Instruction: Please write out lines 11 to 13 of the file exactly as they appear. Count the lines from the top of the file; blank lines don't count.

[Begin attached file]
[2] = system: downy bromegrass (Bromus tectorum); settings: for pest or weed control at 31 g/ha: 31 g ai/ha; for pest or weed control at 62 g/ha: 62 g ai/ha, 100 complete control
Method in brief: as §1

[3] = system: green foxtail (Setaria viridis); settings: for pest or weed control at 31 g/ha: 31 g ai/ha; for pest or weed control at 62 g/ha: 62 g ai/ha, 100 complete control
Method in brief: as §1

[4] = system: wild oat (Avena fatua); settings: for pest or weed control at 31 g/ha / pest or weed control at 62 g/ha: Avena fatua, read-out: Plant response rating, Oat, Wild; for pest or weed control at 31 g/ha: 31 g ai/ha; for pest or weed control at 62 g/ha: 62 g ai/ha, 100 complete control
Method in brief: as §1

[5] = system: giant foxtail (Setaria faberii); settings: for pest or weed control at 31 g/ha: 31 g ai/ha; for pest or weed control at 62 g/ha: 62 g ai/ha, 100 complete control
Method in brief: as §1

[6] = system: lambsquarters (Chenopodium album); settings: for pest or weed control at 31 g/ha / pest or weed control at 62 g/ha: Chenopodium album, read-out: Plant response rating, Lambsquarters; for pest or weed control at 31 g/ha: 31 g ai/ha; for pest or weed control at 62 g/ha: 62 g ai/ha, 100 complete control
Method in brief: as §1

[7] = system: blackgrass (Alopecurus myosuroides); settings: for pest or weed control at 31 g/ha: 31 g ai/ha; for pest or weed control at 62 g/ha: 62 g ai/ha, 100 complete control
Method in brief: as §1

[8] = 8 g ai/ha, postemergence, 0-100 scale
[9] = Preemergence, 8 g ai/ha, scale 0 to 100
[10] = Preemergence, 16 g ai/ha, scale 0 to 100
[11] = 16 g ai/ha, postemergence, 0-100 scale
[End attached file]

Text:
[7] = system: blackgrass (Alopecurus myosuroides); settings: for pest or weed control at 31 g/ha: 31 g ai/ha; for pest or weed control at 62 g/ha: 62 g ai/ha, 100 complete control
Method in brief: as §1

[8] = 8 g ai/ha, postemergence, 0-100 scale